Published NZME Regional Newspapers 24 Oct 2015


My name is Yvonne Lorkin and I am a cider nut.  While wine is my core business (see what I did there), at least a couple of times a week I’ll treat myself to a glass something amazing made from our old friend the apple.  One of my favourite new ciders comes from Paynter’s, winners of the 2014 NZ Champion Cider Trophy.  The Paynters Reserve Cider is glossy and golden in the glass, with incredibly tiny, fine bubbles and has lifted bittersweet apple intensity on the nose, a palate with cleansing, spicy kick and a squeak of pure apple sweetness on its super-long finish.

paul paynter“I’m making cider because I want to change the face of the cider industry,” says Paul Paynter, who comes from a winemaking and orcharding background.  “Here it’s mostly made from concentrate, is very sweet, lacks complexity and is mainly a delivery mechanism for alcohol to youngsters on a Saturday night.  That’s cheap and profitable, but not very inspiring”

If great wine is made in the vineyard then great cider must be made in the orchard.  “I know about growing apples as we’ve been doing it since at least 1865” says Paul.  “An English cider grower once asked me if I planned to grow ‘standard orchards’ or ‘bush orchards’.  The answer was neither.  Standard orchards were what my grandfather planted in the 1920’s and bush orchards are what he planted in 1960.  Apples are the same as grapes – it’s all about harvesting light and traditional growing systems don’t do that well”.

A few years ago Paul started planting test trees of cider varieties and fermenting with a friend.  “We learned a lot, mostly that we were ignorant beyond belief!  But now I’ve planted 4 small blocks of cider apples, visited 20 producers in Europe and the US and have an idea of where I’m heading.  NZ can make the best cider in the world; maybe I can make the best cider in the world.  It’s going to take 20 years and probably one of my sons will take the glory and make the money.  But I’m ok with that”.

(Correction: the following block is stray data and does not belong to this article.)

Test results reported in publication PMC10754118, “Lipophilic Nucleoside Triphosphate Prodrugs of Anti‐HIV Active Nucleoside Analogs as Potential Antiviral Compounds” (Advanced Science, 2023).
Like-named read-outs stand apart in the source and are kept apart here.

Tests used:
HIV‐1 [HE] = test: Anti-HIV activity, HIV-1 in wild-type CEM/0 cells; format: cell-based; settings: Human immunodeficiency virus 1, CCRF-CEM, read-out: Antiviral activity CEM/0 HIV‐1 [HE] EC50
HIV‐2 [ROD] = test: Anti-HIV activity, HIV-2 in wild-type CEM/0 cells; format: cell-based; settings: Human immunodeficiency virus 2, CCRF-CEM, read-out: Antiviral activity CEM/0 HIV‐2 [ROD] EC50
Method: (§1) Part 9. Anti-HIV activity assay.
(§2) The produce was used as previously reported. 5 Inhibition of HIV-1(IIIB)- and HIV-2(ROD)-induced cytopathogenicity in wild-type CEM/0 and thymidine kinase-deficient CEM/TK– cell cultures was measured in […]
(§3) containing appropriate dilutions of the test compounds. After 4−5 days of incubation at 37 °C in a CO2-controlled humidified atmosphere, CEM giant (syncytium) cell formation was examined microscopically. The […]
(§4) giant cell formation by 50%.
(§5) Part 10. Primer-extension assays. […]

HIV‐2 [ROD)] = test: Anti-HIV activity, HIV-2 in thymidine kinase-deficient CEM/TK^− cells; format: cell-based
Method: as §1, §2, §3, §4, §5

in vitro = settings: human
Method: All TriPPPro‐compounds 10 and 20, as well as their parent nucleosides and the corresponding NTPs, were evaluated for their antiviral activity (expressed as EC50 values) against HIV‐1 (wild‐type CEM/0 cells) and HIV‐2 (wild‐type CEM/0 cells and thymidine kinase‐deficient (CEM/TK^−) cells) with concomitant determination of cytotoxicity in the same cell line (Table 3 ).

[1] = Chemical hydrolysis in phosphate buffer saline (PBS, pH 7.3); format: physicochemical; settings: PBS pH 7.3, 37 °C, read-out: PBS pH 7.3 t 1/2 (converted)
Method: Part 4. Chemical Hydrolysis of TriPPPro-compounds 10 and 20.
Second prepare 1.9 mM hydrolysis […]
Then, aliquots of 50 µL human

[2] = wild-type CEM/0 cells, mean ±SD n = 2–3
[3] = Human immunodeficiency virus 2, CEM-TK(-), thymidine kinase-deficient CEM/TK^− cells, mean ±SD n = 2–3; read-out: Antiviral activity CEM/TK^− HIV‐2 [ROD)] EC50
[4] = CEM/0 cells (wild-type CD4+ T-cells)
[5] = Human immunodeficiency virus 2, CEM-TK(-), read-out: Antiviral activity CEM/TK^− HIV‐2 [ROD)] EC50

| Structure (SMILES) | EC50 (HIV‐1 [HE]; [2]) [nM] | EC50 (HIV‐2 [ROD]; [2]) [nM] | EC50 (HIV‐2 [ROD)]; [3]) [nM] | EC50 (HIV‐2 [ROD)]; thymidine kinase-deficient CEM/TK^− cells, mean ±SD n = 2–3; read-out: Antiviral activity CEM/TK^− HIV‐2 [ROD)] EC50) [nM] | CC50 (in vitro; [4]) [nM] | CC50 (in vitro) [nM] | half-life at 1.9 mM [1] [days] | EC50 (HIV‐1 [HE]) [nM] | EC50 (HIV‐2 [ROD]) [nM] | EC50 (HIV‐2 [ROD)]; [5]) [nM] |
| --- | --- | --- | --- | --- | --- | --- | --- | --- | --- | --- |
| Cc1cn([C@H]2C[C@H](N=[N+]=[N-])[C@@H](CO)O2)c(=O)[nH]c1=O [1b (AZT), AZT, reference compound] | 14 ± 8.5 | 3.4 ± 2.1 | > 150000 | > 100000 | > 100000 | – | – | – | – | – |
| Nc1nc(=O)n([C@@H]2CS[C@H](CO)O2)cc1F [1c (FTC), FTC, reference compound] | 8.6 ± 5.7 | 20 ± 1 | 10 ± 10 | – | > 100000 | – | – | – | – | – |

Sometimes all you need is something sweet, pink and spicy – but if you can’t find anything that fits the bill in one single bottle don’t fret.  These three treats will individually deliver the business.

greystone basket star riesklingGreystone Basket Star Riesling 2011 375ml $38.90 ★★★★★

It hardly seems possible this multiple gold medal and 5-star winner could get better, but with each year that passes it just does.  Golden and gorgeous in the glass and oozing aromas of candied mandarins, fig, quince and blue-borage honey alongside baked citrus flavours and a full, luxurious, super-intense finish.  It is absolutely stunning stuff.


Black Barn Rosé 2015 $22.90 ★★★★BBV Rose 2015

Winemaker Dave McKee has used merlot to craft a rich style of rosé packed with pomegranate and dried herb flavours and boasting a full, rich mouthfeel and great length of flavour.  It might be super-pale in colour, but for those who prefer a rosé with some meat on its bones, this is definitely for you.


johanneshof gew 2014Johanneshof Marlborough Gewürztraminer 2014 $29 ★★★★½

This delicious wine smells like a spring bridal bouquet of white flowers sprinkled with fresh ginger, lychee and exotic spices.  The Johanneshof team are absolute gewürztraminer gurus and the 2014 has a luxurious yet tangy-fresh mouthfeel and an elegant, generously plush finish. Gorgeous stuff.